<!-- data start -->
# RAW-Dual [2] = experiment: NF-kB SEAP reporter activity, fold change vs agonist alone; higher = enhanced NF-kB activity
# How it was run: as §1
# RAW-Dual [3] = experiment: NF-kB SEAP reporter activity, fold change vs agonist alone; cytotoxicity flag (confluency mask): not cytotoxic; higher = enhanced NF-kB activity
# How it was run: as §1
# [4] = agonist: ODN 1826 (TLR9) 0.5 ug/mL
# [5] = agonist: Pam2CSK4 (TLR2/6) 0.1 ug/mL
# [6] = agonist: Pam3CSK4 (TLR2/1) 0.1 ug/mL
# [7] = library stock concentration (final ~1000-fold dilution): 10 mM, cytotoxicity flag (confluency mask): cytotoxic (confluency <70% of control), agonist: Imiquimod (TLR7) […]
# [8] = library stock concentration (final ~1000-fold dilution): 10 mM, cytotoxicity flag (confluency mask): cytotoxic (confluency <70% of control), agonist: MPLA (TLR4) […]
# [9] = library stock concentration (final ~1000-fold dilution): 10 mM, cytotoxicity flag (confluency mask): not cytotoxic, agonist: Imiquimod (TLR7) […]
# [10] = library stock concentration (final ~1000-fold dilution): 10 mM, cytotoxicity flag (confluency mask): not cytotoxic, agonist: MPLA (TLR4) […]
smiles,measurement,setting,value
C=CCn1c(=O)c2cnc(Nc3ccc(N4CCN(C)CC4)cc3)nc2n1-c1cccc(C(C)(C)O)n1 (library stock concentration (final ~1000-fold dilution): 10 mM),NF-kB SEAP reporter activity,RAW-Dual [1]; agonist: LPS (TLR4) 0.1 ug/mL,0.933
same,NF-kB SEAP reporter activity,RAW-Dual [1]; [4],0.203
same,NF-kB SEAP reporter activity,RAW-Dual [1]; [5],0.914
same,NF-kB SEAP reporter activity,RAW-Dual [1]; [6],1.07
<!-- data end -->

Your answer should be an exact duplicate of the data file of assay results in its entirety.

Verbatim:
# RAW-Dual [2] = experiment: NF-kB SEAP reporter activity, fold change vs agonist alone; higher = enhanced NF-kB activity
# How it was run: as §1
# RAW-Dual [3] = experiment: NF-kB SEAP reporter activity, fold change vs agonist alone; cytotoxicity flag (confluency mask): not cytotoxic; higher = enhanced NF-kB activity
# How it was run: as §1
# [4] = agonist: ODN 1826 (TLR9) 0.5 ug/mL
# [5] = agonist: Pam2CSK4 (TLR2/6) 0.1 ug/mL
# [6] = agonist: Pam3CSK4 (TLR2/1) 0.1 ug/mL
# [7] = library stock concentration (final ~1000-fold dilution): 10 mM, cytotoxicity flag (confluency mask): cytotoxic (confluency <70% of control), agonist: Imiquimod (TLR7) […]
# [8] = library stock concentration (final ~1000-fold dilution): 10 mM, cytotoxicity flag (confluency mask): cytotoxic (confluency <70% of control), agonist: MPLA (TLR4) […]
# [9] = library stock concentration (final ~1000-fold dilution): 10 mM, cytotoxicity flag (confluency mask): not cytotoxic, agonist: Imiquimod (TLR7) […]
# [10] = library stock concentration (final ~1000-fold dilution): 10 mM, cytotoxicity flag (confluency mask): not cytotoxic, agonist: MPLA (TLR4) […]
smiles,measurement,setting,value
C=CCn1c(=O)c2cnc(Nc3ccc(N4CCN(C)CC4)cc3)nc2n1-c1cccc(C(C)(C)O)n1 (library stock concentration (final ~1000-fold dilution): 10 mM),NF-kB SEAP reporter activity,RAW-Dual [1]; agonist: LPS (TLR4) 0.1 ug/mL,0.933
same,NF-kB SEAP reporter activity,RAW-Dual [1]; [4],0.203
same,NF-kB SEAP reporter activity,RAW-Dual [1]; [5],0.914
same,NF-kB SEAP reporter activity,RAW-Dual [1]; [6],1.07